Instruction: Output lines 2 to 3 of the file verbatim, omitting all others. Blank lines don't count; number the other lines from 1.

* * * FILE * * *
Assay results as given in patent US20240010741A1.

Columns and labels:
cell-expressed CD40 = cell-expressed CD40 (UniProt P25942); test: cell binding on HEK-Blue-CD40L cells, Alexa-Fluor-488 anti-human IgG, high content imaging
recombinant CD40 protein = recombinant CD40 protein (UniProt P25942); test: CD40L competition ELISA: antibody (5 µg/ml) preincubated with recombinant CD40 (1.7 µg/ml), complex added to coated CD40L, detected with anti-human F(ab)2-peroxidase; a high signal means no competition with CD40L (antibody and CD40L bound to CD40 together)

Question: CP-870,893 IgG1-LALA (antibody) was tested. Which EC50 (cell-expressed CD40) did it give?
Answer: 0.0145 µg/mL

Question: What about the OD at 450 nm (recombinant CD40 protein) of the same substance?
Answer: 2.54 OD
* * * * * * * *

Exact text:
Columns and labels:
cell-expressed CD40 = cell-expressed CD40 (UniProt P25942); test: cell binding on HEK-Blue-CD40L cells, Alexa-Fluor-488 anti-human IgG, high content imaging